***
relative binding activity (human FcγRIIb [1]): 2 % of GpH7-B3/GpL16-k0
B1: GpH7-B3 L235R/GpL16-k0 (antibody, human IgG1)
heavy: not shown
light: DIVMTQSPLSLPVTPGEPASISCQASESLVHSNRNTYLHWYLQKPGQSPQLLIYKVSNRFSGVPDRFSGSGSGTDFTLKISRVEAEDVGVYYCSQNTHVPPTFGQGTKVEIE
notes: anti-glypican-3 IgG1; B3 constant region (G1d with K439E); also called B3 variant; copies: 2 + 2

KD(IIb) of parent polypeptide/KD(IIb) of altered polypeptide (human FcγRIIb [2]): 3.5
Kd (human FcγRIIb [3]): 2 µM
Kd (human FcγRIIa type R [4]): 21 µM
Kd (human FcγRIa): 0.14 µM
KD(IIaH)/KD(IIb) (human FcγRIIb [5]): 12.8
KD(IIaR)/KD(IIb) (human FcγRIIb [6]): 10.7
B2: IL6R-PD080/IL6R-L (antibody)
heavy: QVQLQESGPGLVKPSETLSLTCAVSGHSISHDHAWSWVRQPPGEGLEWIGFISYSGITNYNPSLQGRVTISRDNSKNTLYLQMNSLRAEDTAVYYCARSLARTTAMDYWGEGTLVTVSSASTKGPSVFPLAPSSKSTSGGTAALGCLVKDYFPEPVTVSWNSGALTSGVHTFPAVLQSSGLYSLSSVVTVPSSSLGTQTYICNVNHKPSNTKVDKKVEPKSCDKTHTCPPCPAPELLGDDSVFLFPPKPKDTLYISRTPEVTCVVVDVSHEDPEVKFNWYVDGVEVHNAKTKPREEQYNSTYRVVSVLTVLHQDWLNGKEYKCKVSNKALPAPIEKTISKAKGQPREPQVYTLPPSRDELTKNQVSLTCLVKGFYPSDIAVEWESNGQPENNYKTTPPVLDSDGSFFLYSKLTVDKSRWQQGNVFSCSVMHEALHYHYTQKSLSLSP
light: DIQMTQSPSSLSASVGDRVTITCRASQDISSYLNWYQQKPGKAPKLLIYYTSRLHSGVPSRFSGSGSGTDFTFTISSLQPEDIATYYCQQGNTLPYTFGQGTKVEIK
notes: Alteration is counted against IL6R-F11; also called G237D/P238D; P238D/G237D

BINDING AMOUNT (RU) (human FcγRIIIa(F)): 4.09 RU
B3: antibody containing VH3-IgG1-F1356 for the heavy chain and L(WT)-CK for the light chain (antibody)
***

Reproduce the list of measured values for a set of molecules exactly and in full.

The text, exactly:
relative binding activity (human FcγRIIb [1]): 2 % of GpH7-B3/GpL16-k0
B1: GpH7-B3 L235R/GpL16-k0 (antibody, human IgG1)
heavy: not shown
light: DIVMTQSPLSLPVTPGEPASISCQASESLVHSNRNTYLHWYLQKPGQSPQLLIYKVSNRFSGVPDRFSGSGSGTDFTLKISRVEAEDVGVYYCSQNTHVPPTFGQGTKVEIE
notes: anti-glypican-3 IgG1; B3 constant region (G1d with K439E); also called B3 variant; copies: 2 + 2

KD(IIb) of parent polypeptide/KD(IIb) of altered polypeptide (human FcγRIIb [2]): 3.5
Kd (human FcγRIIb [3]): 2 µM
Kd (human FcγRIIa type R [4]): 21 µM
Kd (human FcγRIa): 0.14 µM
KD(IIaH)/KD(IIb) (human FcγRIIb [5]): 12.8
KD(IIaR)/KD(IIb) (human FcγRIIb [6]): 10.7
B2: IL6R-PD080/IL6R-L (antibody)
heavy: QVQLQESGPGLVKPSETLSLTCAVSGHSISHDHAWSWVRQPPGEGLEWIGFISYSGITNYNPSLQGRVTISRDNSKNTLYLQMNSLRAEDTAVYYCARSLARTTAMDYWGEGTLVTVSSASTKGPSVFPLAPSSKSTSGGTAALGCLVKDYFPEPVTVSWNSGALTSGVHTFPAVLQSSGLYSLSSVVTVPSSSLGTQTYICNVNHKPSNTKVDKKVEPKSCDKTHTCPPCPAPELLGDDSVFLFPPKPKDTLYISRTPEVTCVVVDVSHEDPEVKFNWYVDGVEVHNAKTKPREEQYNSTYRVVSVLTVLHQDWLNGKEYKCKVSNKALPAPIEKTISKAKGQPREPQVYTLPPSRDELTKNQVSLTCLVKGFYPSDIAVEWESNGQPENNYKTTPPVLDSDGSFFLYSKLTVDKSRWQQGNVFSCSVMHEALHYHYTQKSLSLSP
light: DIQMTQSPSSLSASVGDRVTITCRASQDISSYLNWYQQKPGKAPKLLIYYTSRLHSGVPSRFSGSGSGTDFTFTISSLQPEDIATYYCQQGNTLPYTFGQGTKVEIK
notes: Alteration is counted against IL6R-F11; also called G237D/P238D; P238D/G237D

BINDING AMOUNT (RU) (human FcγRIIIa(F)): 4.09 RU
B3: antibody containing VH3-IgG1-F1356 for the heavy chain and L(WT)-CK for the light chain (antibody)